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Bgrae001 02-23-2009 10:41 AM

Using pressure treated lumber for termites?
Hello everyone. I'm new here and I have a question. I was told that when I do the repair to the front wall of my house to use pressure treated lumber. I just bought this house 10 months ago in NC and I found what I consider to be significant termite damage in my living room. I have to replace over half the wall studs. there isn't enough left to them to sister them. I also have to replace a good portion of the header and footer boards.

I had a friend of my come over to help me and he said that I cant use pressure treated lumber inside my home. So do I need to tear out the repair that I just did or leave it?

thanks in advance


Daryl in Nanoose 02-24-2009 08:24 AM

Hummm, haven't herd anything about not using pressure treated inside and in fact all sill plates and anywhere where there is a wall or floor joists touching concrete has to be treated wood which of course is inside.
You could of just used the treated for the sill plates.
I assume you have determined the reason for the wall to rot out so fast?

jdougn 02-26-2009 07:24 AM

Hello Brian,

Welcome to the forums. Termits can certainly damage a lot of wood. You have probably already planned to get the entire house treated for termits. Around here, some types of treated wood contain arsenic and other toxins so check with the specific manufacturer to see if their product can be used inside a house.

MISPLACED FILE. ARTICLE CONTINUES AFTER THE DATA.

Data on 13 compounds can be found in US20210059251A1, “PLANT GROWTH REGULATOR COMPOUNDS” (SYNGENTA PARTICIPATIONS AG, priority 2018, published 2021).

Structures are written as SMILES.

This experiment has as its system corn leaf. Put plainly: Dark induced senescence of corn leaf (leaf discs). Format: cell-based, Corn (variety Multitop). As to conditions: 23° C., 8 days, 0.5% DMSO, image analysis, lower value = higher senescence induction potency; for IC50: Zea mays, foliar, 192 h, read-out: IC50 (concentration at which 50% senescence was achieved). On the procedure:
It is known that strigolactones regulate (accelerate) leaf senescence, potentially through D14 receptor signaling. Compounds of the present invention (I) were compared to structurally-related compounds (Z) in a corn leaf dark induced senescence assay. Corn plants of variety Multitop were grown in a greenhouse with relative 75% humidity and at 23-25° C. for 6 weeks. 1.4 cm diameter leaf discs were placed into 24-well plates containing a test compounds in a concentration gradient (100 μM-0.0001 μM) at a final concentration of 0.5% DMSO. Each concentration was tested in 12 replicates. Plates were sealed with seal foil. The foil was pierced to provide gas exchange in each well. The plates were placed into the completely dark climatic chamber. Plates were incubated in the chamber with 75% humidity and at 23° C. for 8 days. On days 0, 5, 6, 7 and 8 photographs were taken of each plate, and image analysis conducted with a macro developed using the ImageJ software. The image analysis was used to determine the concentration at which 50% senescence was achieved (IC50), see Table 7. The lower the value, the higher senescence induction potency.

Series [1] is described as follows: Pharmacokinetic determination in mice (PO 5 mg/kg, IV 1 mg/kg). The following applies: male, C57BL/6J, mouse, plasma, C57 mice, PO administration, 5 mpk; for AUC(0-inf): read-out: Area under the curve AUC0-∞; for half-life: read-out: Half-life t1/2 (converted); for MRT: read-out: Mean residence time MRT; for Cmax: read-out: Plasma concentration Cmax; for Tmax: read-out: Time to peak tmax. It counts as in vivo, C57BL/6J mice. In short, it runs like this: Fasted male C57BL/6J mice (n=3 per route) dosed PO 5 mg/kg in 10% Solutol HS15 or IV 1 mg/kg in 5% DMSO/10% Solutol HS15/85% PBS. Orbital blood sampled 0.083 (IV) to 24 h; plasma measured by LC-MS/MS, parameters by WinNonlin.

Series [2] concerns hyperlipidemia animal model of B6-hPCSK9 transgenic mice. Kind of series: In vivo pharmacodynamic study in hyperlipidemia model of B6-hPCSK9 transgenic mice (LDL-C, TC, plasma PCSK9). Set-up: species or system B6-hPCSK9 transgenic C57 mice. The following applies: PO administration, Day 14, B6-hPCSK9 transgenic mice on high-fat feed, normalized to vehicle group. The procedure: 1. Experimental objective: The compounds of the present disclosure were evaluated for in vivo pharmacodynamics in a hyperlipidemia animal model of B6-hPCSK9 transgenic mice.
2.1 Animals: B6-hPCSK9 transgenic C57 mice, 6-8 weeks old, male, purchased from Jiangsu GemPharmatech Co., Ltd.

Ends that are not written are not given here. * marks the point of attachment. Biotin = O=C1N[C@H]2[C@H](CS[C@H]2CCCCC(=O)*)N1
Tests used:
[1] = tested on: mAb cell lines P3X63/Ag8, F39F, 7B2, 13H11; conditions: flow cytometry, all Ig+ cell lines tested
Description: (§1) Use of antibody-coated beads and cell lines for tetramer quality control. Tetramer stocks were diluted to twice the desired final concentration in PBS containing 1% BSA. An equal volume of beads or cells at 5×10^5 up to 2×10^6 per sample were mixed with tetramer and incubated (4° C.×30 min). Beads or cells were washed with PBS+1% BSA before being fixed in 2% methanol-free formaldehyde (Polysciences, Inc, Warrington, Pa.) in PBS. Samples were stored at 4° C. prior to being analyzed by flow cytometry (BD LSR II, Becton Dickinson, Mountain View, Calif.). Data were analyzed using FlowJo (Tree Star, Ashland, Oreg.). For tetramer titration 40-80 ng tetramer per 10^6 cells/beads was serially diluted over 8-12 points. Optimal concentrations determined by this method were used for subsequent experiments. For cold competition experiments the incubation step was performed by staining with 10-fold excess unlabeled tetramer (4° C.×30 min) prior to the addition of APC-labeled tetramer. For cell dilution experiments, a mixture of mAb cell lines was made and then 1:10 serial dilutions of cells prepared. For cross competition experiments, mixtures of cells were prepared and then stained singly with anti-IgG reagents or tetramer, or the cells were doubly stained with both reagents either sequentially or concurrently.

hth, Doug

Rustedbird 03-06-2009 07:56 PM

I think it depends on the age of the wood. Arsenic treated wood was banned in 2003, so they went to a different copper treatment. The name escapes me but it will eat steel fasteners. Think at the very least, hot dipped galvanized. Also saw a carpenter bee hole in the new stuff. I was more impressed with the bee then the treated wood.

jdougn 03-07-2009 07:15 AM

Yeah, Rustedbird, your right about the galvanized hardware. The new treatment process eats steel even more quickly than the old process. I've seen the carpenter bees bore holes into treated lumber but they never make it through a life cycle. It takes a little time but the chemicals eventually do their work.

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